This is from where the idea of early retirement arises.

A change in perspective

To retire early, you first need to change your perspective. You must believe that the meaning of retirement is not the end of your career but the beginning of your life. So, do not wait to retire when you are old; do it when you can afford it. If you want to retire at 40, the target should be to achieve financial freedom.

What is financial freedom?

It is a stage of life where you do not have any debts and have enough savings to lead a comfortable life. Financial freedom allows you to get a job that you love or not work at all. A popular concept to achieve that goal is Financial Independence Retire Early (FIRE).

What is FIRE?

The idea of FIRE is simple; you can retire early as long as you concentrate on extreme savings and building a substantial fund with investments. The goal is to pay off all your debts and start generating passive income before retirement. So, you might have to practice frugal living today to enjoy a comfortable life tomorrow.

Now, the big question is, “how much money should you have post-retirement?” This can be answered with the idea of a safe withdrawal rate, a formula introduced by William Bengen in 1994. It is known as the 4% rule. According to him, your retirement fund should be 25 times your annual expenses, which allows you to withdraw 4% from the fund every year. This gives an idea about how much money you would need when you retire.

Lessons from FIRE movement

The FIRE movement has a lot to teach about planning and saving for retirement. Check out the below points carefully before you start implementing the concept.

  • Start financial planning for retirement early. When your target is clear, it is easier to achieve it.
  • Control your expenses. The lower you spend; the higher will be your savings.
  • Find additional sources of income. Part-time jobs can help you save more.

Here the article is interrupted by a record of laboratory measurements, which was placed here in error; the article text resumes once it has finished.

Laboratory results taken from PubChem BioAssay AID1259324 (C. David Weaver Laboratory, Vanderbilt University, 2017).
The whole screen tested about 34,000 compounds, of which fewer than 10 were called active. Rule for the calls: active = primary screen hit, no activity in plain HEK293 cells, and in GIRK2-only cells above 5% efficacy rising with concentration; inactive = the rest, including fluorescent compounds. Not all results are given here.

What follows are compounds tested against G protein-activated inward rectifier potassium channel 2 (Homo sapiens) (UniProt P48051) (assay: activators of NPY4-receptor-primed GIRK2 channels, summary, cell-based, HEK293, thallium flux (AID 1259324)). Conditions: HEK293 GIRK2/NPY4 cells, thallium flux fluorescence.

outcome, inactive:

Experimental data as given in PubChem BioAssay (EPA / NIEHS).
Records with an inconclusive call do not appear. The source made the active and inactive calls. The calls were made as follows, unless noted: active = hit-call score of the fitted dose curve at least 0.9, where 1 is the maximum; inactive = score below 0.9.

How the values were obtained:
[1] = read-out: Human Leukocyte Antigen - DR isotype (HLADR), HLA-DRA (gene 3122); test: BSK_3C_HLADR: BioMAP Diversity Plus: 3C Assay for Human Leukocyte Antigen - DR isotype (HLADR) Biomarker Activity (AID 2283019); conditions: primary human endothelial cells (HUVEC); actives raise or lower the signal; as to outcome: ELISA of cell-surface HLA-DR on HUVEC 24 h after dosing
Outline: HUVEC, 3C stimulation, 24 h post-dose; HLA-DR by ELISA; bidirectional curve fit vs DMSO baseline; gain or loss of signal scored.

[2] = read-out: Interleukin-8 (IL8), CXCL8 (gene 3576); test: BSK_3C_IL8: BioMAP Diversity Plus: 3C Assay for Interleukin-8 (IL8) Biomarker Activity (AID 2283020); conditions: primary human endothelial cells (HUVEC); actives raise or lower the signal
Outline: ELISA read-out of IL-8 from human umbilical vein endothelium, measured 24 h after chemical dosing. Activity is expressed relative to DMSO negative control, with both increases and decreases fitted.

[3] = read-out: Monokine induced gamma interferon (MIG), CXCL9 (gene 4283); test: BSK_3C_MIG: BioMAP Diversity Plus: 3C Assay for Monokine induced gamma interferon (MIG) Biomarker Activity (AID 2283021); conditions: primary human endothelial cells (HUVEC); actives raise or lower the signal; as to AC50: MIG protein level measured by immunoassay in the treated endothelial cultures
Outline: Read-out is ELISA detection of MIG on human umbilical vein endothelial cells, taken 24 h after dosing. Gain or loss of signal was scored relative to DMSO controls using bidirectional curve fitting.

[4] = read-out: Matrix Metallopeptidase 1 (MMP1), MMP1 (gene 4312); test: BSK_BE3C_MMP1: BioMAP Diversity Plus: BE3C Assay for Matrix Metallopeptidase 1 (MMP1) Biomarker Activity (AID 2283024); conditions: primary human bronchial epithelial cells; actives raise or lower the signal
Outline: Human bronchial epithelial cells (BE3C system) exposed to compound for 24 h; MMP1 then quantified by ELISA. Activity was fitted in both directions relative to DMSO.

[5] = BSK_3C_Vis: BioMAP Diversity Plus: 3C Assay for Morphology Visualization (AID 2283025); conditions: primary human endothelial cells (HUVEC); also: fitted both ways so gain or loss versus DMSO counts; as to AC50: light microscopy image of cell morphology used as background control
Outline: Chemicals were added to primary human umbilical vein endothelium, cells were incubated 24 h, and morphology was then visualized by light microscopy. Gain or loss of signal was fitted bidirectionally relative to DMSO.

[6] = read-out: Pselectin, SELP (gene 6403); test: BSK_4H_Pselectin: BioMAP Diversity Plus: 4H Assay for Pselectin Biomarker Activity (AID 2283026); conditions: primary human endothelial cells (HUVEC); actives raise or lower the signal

• Make saving and investing a habit. FIRE encourages you to use a large portion of your income for these purposes.

Why does FIRE not work for everyone?

Proper retirement planning is for all, but the same method cannot work for everyone equally. One of the drawbacks of the FIRE theory is that it assumes you have a large income. Without it, there is no way to build up considerable wealth before turning 40. Moreover, the 4% rule works only if you spend the same amount every year. It does not take inflation and financial emergencies into account. You also may even have to give up on some of your dreams, like traveling to foreign countries or buying expensive things. So, FIRE does not work for everyone.

How the calculations can be adjusted to the Indian context

William Bengen’s idea of a safe withdrawal rate was based on the Western culture, financial system, and lifestyle. So, it is obvious that the theory will not entirely work in a country like India, where the inflation rate is high and income tax slabs keep changing regularly.

If you want to make an early retirement plan in India based on FIRE, you need to adjust the formula slightly. A retirement fund worth 25 times your annual expenditures will not be enough. It needs to be at least 30 times your yearly expenses. But how much money will you need exactly? Let us calculate that with an example.

Assume your current age is 25 years and your monthly living cost is ₹50,000. If you want to retire by 40, you have 15 years left to accumulate the retirement fund. If the inflation rate is 6%, your monthly expenses will rise from ₹50,000 to ₹1.20 lakhs by the time you turn 40. This means you will need ₹14.40 lakhs a year to maintain your lifestyle.

By this calculation, you should have a little over ₹4.30 crores by the age of 40 to attain financial freedom. Saving alone will not help you reach that mark unless you start investing in profitable financial products today. You must put ₹12.61 lakhs a year in an instrument that offers an annual 9% compound interest to accumulate ₹4.30 crores in 15 years. And this will require you to set aside ₹1.05 lakhs per month, starting from today.

Steps to follow for early retirement

Before you start the financial planning for retirement, you must consider the factors given below:

  • Define retirement: Determine how retirement looks for you. You must decide whether you want to stop working entirely or do something that you like.
  • Calculate your expenses: To begin with, you must estimate your yearly expenses. Take note of every outflow carefully. Once you have a precise number on paper, planning your retirement will be an easy process.
  • Lead a simple life: Aggressive savings and investments are the only ways to build a large retirement corpus. So, you must significantly lower your monthly spending and try to lead an inexpensive life.